Not so good news for Sony fans. Apparently, Sony will be slashing budgets for its next-gen PlayStation. Did they really invest that much in the PS3? Hm. So what do you call a half-step between generations? An upgrade? Maybe they're releasing some type of add-on expansion type thing instead of a standalone console? Perhaps this isn't really a headline at all, and it's a very slow news day? Speculation!
Now this is cool: Test chamber music: Valve offers free Portal 2 soundtrack downloads. Go ahead and grab it. I played Portal 2 a few weeks ago, and man, was it awesome! The music is great, too. Hm. What the hell is that orange goo gushing from my speakers???
It's Matt's queue. Hey, all. Everybody settle down now. Geez, quit clapping already...La la la. Okay, thank you, thank you. Now let's get started.
All Age Verification Tests Should Be Like This. This is even less effective than the age verification employed in the Leisure Suit Larry games. Still, at least you gotta give them kudos for at least trying to weed out junior. I'm trying to think of other images of things kids wouldn't recognize--perhaps their parents?
PSN breach and restoration to cost $171M, Sony estimates. New "Welcome Back" program features free subscription to XLA.
This is a pretty weird but potentially cool experiment: Pac-Mecium. As you can see in the video, the idea is to super-impose a gameboard over a collection of paramecium, who you can move around to play the games. I'm not sure whether this is cool or sick! What's next, one where you shock rats and inject them with drugs? Anyway, check it out below.
Well, this is certainly nothing new for those of us who spend a lot of time indulging in our favorite hobby, but some cognitive scientists at the University of Rochester have finally confirmed it: "playing action video games trains people to make the right decisions faster." Here are some of the skills you'll pick up playing videogames:
Hi, Armchair Arcaders! Kick back in those armchairs and watch a new episode of Matt Chat on the Armchair Arcade Television Network (AATN for short). Even on Antsy the Aardvark would like this one. Remember him? Okay, enough silliness. Here's the eppie!
With the mashup video for Carl Sagan's Pale Blue Dot making the rounds on the Internet today - much to my delight - I was reflecting a bit on who I viewed throughout the years as what might be referred to as my "heroes" or "idols", or, as a more mature - and certainly more accurate - way of looking at it, people I've genuinely admired over the years and how and why they've influenced me.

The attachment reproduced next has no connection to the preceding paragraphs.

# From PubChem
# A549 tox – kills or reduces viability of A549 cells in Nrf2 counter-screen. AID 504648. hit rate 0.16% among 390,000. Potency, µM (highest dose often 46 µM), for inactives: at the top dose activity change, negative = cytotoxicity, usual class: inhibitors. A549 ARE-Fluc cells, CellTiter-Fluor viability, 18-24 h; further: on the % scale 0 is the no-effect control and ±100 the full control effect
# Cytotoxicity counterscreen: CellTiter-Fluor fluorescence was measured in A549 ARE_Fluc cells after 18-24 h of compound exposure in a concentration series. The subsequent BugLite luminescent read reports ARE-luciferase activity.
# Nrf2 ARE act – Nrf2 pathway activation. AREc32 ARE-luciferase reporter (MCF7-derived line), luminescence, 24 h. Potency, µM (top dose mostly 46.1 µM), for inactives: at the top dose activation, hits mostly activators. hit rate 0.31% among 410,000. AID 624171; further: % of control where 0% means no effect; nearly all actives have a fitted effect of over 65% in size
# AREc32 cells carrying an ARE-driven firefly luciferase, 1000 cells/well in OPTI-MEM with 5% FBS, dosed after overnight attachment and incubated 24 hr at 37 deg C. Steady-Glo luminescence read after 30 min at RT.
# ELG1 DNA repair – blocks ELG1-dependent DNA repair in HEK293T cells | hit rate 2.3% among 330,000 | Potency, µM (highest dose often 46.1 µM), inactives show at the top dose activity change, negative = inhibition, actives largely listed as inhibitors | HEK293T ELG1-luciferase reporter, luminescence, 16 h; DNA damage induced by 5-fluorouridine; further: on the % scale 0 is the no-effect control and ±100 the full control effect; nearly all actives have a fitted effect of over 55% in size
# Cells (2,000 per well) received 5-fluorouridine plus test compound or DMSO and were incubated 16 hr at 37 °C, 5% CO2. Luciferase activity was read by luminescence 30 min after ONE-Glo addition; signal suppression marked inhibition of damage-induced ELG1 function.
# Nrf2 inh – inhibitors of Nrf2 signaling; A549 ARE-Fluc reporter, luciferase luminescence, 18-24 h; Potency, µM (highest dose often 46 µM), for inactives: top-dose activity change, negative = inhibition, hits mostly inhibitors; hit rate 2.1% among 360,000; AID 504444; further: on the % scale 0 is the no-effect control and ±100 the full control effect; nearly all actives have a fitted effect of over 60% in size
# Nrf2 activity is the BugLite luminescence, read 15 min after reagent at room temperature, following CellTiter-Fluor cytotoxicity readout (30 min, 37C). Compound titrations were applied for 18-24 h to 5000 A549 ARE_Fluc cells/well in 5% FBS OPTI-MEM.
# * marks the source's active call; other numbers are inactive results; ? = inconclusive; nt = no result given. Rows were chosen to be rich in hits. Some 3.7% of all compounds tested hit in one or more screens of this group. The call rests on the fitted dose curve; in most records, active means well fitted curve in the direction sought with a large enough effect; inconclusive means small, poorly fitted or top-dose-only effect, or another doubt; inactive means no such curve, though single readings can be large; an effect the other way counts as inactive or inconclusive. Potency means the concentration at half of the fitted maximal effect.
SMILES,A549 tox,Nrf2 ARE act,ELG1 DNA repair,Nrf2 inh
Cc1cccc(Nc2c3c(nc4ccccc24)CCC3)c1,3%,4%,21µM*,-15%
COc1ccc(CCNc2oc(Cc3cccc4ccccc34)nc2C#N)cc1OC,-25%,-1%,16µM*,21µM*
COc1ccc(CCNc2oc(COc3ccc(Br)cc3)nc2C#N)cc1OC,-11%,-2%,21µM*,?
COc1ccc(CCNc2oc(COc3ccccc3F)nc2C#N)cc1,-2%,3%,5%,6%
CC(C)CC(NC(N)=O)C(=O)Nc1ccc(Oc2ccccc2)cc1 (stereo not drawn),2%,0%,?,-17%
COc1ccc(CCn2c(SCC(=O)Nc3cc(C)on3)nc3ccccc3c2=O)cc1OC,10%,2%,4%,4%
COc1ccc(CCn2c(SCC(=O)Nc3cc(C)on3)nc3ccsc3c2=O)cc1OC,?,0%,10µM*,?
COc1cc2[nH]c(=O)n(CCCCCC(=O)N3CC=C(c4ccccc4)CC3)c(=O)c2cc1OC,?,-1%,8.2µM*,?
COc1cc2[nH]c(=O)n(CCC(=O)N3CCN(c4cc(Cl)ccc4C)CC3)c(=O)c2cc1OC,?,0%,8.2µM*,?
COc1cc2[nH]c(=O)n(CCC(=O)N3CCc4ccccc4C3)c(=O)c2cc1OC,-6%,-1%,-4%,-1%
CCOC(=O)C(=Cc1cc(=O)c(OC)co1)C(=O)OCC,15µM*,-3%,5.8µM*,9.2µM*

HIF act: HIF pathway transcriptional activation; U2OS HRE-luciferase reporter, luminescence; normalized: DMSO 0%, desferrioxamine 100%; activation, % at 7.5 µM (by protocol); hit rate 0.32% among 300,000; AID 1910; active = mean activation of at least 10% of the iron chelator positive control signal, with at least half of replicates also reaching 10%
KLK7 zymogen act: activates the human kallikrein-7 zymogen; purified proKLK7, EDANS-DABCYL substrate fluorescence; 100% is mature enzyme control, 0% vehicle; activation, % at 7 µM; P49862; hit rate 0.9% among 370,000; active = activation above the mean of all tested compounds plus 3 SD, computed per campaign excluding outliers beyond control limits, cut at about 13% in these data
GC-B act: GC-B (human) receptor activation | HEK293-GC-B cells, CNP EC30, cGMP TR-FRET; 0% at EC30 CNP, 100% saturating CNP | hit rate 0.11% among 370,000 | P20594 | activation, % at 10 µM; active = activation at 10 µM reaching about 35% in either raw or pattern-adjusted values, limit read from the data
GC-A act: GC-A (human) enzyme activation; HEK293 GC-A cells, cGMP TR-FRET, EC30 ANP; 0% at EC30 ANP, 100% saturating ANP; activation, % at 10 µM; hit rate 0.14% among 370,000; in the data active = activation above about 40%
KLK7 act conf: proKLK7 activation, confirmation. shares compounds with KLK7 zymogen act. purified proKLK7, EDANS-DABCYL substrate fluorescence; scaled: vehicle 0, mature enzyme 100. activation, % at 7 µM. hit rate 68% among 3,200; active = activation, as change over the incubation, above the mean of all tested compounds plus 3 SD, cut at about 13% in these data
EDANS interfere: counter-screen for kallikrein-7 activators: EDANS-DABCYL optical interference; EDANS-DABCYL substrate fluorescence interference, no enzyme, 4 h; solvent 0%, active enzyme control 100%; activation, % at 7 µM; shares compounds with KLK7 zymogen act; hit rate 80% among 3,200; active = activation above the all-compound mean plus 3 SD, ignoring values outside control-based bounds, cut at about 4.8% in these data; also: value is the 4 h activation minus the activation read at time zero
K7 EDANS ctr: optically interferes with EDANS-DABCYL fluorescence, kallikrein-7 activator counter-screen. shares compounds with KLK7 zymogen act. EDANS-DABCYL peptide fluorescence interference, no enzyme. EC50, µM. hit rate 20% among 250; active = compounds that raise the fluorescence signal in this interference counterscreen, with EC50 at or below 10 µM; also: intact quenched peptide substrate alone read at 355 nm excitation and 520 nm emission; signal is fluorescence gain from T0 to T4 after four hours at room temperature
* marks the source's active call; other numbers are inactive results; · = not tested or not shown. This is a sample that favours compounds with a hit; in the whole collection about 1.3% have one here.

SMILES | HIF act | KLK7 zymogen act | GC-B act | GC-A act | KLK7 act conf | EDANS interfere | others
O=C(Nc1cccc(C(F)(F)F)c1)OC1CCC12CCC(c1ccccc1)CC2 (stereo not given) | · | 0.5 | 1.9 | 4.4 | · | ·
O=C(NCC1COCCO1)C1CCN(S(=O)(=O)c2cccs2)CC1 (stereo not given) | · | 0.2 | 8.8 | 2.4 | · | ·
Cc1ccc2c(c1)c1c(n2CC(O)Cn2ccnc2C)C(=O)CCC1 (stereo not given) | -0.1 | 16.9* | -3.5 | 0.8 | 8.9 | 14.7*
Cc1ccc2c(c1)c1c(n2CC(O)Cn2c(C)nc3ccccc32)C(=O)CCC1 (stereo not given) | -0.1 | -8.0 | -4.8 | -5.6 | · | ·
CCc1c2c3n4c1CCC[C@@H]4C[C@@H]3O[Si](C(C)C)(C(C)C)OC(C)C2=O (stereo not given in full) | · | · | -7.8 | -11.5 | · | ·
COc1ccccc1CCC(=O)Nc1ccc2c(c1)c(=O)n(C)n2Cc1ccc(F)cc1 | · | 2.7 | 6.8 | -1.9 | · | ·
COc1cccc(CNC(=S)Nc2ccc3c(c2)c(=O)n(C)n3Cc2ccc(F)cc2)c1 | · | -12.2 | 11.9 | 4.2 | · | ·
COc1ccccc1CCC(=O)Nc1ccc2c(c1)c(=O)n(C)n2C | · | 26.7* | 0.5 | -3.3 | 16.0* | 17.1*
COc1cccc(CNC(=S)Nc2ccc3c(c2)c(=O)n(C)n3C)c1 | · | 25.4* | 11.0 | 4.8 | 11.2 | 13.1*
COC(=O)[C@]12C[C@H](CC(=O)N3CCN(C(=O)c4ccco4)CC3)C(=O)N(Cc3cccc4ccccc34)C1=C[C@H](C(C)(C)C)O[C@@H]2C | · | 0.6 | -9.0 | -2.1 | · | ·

Here's some pretty incredible news for space buffs--close-ups of Mercury, one of the most puzzling objects in our solar system. You can learn more at Space.com and of course Nasa.gov. I guess it'd be dumb to call anything associated with Mercury "cool," but when I see stuff like this movie I get excited. Good to know NASA isn't just sitting on its laurels, though I'm still bitter that we haven't got a colony on Mars yet. At this rate, we'll be hit by a giant asteroid and extinct before we get self-sustaining colonies started anywhere else.
I'm sure I'm not the only Armchair Arcader mourning the loss of Mr. Wizard today. Though his early shows were before my time, I did watch him frequently on Nickelodeon, and was always fascinated to think about how many magical things you could do with common household items.
Although Nintendo fanboys like to act like the Wii's new remote controller is only a wee bit short of a revolution (sorry, couldn't resist), the real future seems to lie in something a bit more radical: Say, controlling a game of Space Invaders with nothing but your brain. Some clever spudboys at the Washington University of St. Louis decided that the best way to help them treat a severe case of epilepsy in a 14-year old was to hook his brain up to the game and watch what happened. In no time at all, the kid was clearing whole levels just by thinking about where he wanted the ship to move and fire--as easily as moving a hand! You've got to see this video!
Well, the final decision has been handed down and Pluto is no longer a planet to the chagrin of many and to the relief of others. It was an exciting several days in the world of anstronomy and science when we could have had as many as 12 planets, but in actuality ended up losing one of the 9 we've known for roughly the last century. It actually saddens me that the 12 planet resolution didn't pass, as it seemed to make the solar system a bit more interesting, but based on the science of it all, it's better to reclassify Pluto and its pivotal twin, Charon. Full story here. A rather agressive blog entry here (8/24/2006 entry).